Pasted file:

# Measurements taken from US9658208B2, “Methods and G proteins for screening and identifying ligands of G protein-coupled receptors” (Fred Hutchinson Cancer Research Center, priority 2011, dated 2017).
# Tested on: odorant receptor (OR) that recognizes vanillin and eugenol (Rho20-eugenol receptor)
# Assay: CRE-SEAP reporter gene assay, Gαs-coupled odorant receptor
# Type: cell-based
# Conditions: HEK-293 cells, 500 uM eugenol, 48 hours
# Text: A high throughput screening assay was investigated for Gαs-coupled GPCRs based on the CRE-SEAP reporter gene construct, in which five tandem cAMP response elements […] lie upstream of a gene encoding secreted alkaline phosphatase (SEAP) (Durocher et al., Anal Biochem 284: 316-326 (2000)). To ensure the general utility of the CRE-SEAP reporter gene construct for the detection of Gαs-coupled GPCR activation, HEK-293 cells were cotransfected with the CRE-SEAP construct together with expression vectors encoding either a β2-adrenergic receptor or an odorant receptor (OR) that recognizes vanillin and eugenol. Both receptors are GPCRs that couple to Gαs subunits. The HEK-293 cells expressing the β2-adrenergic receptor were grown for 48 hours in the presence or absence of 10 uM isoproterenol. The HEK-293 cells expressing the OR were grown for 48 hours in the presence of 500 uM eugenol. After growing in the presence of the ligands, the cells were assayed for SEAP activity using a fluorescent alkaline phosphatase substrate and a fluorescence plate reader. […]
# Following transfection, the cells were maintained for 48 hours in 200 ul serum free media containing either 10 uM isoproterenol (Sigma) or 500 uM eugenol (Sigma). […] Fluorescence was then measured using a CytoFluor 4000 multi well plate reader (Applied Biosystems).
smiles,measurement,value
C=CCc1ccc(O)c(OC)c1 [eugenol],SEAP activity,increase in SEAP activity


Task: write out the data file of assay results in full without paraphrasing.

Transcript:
# Measurements taken from US9658208B2, “Methods and G proteins for screening and identifying ligands of G protein-coupled receptors” (Fred Hutchinson Cancer Research Center, priority 2011, dated 2017).
# Tested on: odorant receptor (OR) that recognizes vanillin and eugenol (Rho20-eugenol receptor)
# Assay: CRE-SEAP reporter gene assay, Gαs-coupled odorant receptor
# Type: cell-based
# Conditions: HEK-293 cells, 500 uM eugenol, 48 hours
# Text: A high throughput screening assay was investigated for Gαs-coupled GPCRs based on the CRE-SEAP reporter gene construct, in which five tandem cAMP response elements […] lie upstream of a gene encoding secreted alkaline phosphatase (SEAP) (Durocher et al., Anal Biochem 284: 316-326 (2000)). To ensure the general utility of the CRE-SEAP reporter gene construct for the detection of Gαs-coupled GPCR activation, HEK-293 cells were cotransfected with the CRE-SEAP construct together with expression vectors encoding either a β2-adrenergic receptor or an odorant receptor (OR) that recognizes vanillin and eugenol. Both receptors are GPCRs that couple to Gαs subunits. The HEK-293 cells expressing the β2-adrenergic receptor were grown for 48 hours in the presence or absence of 10 uM isoproterenol. The HEK-293 cells expressing the OR were grown for 48 hours in the presence of 500 uM eugenol. After growing in the presence of the ligands, the cells were assayed for SEAP activity using a fluorescent alkaline phosphatase substrate and a fluorescence plate reader. […]
# Following transfection, the cells were maintained for 48 hours in 200 ul serum free media containing either 10 uM isoproterenol (Sigma) or 500 uM eugenol (Sigma). […] Fluorescence was then measured using a CytoFluor 4000 multi well plate reader (Applied Biosystems).
smiles,measurement,value
C=CCc1ccc(O)c(OC)c1 [eugenol],SEAP activity,increase in SEAP activity